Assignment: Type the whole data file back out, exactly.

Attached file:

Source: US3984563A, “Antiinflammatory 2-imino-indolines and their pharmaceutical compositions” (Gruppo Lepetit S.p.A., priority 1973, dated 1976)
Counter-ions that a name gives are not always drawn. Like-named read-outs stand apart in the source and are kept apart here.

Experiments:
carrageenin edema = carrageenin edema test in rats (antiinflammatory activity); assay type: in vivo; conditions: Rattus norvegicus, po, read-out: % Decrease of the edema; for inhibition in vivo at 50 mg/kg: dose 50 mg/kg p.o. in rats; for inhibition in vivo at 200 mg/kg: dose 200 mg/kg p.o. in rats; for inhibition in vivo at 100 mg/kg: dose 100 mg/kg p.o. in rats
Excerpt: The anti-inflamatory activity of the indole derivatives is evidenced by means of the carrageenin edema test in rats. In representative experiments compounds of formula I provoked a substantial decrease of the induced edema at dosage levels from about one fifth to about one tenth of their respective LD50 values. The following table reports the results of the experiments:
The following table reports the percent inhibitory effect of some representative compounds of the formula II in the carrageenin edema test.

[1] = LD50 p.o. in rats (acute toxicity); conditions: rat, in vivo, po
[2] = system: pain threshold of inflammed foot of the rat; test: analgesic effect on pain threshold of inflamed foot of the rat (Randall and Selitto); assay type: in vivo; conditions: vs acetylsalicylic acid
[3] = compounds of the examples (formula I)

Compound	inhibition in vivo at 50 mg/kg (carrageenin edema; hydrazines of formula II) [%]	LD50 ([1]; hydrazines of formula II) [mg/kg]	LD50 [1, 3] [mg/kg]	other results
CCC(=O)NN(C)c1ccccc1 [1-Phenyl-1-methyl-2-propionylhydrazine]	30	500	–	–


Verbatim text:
Source: US3984563A, “Antiinflammatory 2-imino-indolines and their pharmaceutical compositions” (Gruppo Lepetit S.p.A., priority 1973, dated 1976)
Counter-ions that a name gives are not always drawn. Like-named read-outs stand apart in the source and are kept apart here.

Experiments:
carrageenin edema = carrageenin edema test in rats (antiinflammatory activity); assay type: in vivo; conditions: Rattus norvegicus, po, read-out: % Decrease of the edema; for inhibition in vivo at 50 mg/kg: dose 50 mg/kg p.o. in rats; for inhibition in vivo at 200 mg/kg: dose 200 mg/kg p.o. in rats; for inhibition in vivo at 100 mg/kg: dose 100 mg/kg p.o. in rats
Excerpt: The anti-inflamatory activity of the indole derivatives is evidenced by means of the carrageenin edema test in rats. In representative experiments compounds of formula I provoked a substantial decrease of the induced edema at dosage levels from about one fifth to about one tenth of their respective LD50 values. The following table reports the results of the experiments:
The following table reports the percent inhibitory effect of some representative compounds of the formula II in the carrageenin edema test.

[1] = LD50 p.o. in rats (acute toxicity); conditions: rat, in vivo, po
[2] = system: pain threshold of inflammed foot of the rat; test: analgesic effect on pain threshold of inflamed foot of the rat (Randall and Selitto); assay type: in vivo; conditions: vs acetylsalicylic acid
[3] = compounds of the examples (formula I)

Compound	inhibition in vivo at 50 mg/kg (carrageenin edema; hydrazines of formula II) [%]	LD50 ([1]; hydrazines of formula II) [mg/kg]	LD50 [1, 3] [mg/kg]	other results
CCC(=O)NN(C)c1ccccc1 [1-Phenyl-1-methyl-2-propionylhydrazine]	30	500	–	–